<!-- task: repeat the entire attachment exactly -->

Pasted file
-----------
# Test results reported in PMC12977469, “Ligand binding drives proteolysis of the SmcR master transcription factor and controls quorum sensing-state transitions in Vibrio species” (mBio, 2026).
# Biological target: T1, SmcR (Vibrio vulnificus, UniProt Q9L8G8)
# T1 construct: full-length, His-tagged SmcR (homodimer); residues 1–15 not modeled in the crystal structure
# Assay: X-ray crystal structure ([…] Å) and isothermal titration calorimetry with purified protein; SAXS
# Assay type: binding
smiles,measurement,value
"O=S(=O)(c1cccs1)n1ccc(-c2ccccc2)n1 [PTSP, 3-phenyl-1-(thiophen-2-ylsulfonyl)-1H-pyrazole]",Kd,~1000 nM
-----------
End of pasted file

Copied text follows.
# Test results reported in PMC12977469, “Ligand binding drives proteolysis of the SmcR master transcription factor and controls quorum sensing-state transitions in Vibrio species” (mBio, 2026).
# Biological target: T1, SmcR (Vibrio vulnificus, UniProt Q9L8G8)
# T1 construct: full-length, His-tagged SmcR (homodimer); residues 1–15 not modeled in the crystal structure
# Assay: X-ray crystal structure ([…] Å) and isothermal titration calorimetry with purified protein; SAXS
# Assay type: binding
smiles,measurement,value
"O=S(=O)(c1cccs1)n1ccc(-c2ccccc2)n1 [PTSP, 3-phenyl-1-(thiophen-2-ylsulfonyl)-1H-pyrazole]",Kd,~1000 nM